KC Royals: Why the Jackie Bradley Jr. signing is no blockbuster
Thinking, and sometimes dreaming, about Jackie Bradley Jr. playing for the KC Royals are things Kansas City fans used to do, especially and most recently after the 2020 season when he was busy testing the free agent market. Happily imagining Bradley, always an excellent defender, running down fly balls and liners in Kauffman Stadium's spacious outfield was easy to do.
But he sought his free agency fortune in Milwaukee, leaving his Kansas City fans nothing but wishful thinking until the Red Sox, to whom he'd returned after the 2021 campaign, released him last summer. Heard again was talk of him coming to Kauffman, but nothing came of it.
Now, however, and as of late Wednesday afternoon, Jackie Bradley Jr. is a Royal: the club announced it's signed him to a minor league contract. Naturally for a player of his stature, an invitation to spring training went along with the deal.
Unfortunate circumstances made news of Bradley's signing predictable. But don't think it's huge.
The KC Royals clearly believe Jackie Bradley Jr. can fill an immediate need
Recent injuries to three outfielders clearly led the Royals to acquire Bradley; there's no indication they had any interest in the 10-year big league veteran before Drew Waters, Brewer Hicklen and Diego Hernandez all went down with injuries. None will be back anytime soon: Waters and Hicklen are expected to miss several weeks, Hernandez three to four months.
That the Royals wanted to find at least short-term help became clear Wednesday morning when 610 Sports Radio's Cody Tapp reported they were seeking more depth in the outfield; whether they expected to have Bradley signed immediately is unknown, but they appear to have wasted no time securing Bradley's services.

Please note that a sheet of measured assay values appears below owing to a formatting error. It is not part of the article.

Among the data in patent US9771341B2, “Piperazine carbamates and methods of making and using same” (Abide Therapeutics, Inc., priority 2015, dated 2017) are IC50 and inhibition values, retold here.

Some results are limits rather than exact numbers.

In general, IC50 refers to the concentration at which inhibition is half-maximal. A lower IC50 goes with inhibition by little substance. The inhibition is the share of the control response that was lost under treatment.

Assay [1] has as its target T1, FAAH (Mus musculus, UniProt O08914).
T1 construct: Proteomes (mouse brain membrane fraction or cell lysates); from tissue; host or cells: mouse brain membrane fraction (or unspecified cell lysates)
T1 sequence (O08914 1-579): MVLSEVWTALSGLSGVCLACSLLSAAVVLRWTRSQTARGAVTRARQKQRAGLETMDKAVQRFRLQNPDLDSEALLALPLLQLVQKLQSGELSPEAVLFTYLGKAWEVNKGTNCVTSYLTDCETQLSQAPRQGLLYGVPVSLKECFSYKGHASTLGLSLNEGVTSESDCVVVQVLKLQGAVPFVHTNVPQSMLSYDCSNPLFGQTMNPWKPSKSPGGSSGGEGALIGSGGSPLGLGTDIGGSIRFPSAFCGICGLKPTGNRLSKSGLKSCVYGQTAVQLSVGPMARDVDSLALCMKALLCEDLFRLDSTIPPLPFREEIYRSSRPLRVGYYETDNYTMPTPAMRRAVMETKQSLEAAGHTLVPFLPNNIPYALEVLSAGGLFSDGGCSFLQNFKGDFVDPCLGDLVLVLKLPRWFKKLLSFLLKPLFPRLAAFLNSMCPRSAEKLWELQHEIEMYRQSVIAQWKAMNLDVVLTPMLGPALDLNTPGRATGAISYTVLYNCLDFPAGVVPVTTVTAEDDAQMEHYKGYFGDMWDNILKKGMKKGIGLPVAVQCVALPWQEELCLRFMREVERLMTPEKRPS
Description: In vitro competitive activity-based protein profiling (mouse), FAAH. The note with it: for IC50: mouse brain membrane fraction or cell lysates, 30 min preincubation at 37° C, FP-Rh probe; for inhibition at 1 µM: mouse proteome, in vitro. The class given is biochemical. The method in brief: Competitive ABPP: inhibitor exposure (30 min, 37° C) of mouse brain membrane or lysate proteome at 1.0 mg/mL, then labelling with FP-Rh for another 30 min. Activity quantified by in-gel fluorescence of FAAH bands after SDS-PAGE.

And the price is right: Bradley's minor league pay won't be much and will increase only if he makes the big club. But is the move otherwise prudent?
It's a low-risk proposition, but chances of high reward are slim. Bradley's defense has always been excellent (it's surprising he's won only one Gold Glove) but he's never been a great hitter. He hit a combined .203 for Boston and Toronto last season, .163 for the Brewers the season before, and posted his career high of .283 in 2020 when the short season rendered statistics less than convincing. He'd never hit better than .267 before then and hasn't since. His career average is only .227, and he's exceeded 100 OPS+ only three times.
With all those things considered, Bradley probably isn't vying for a starting job. The Royals will give him his share of Cactus League looks, but don't expect him to replace MJ Melendez in left (especially because Bradley rarely plays the position), or Kyle Isbel in center. He could conceivably sneak into right field, but only if Edward Olivares hits miserably or gets hurt. And even if he does, Nate Eaton is probably a better fit there than Bradley at this late stage of the latter's career.
Then there's what the future holds: unless Bradley suddenly becomes a hitter he's never been, and barring injuries to other outfielders, the club probably won't have room for him once Waters returns, and he shouldn't block any of Kansas City's younger outfielders.
All that makes Bradley's value to the Royals obvious: he's a stopgap measure, a player to provide short-term depth and not someone the club should retain if it's not absolutely necessary.
So, don't think of Bradley's signing as a blockbuster acquisition. It isn't.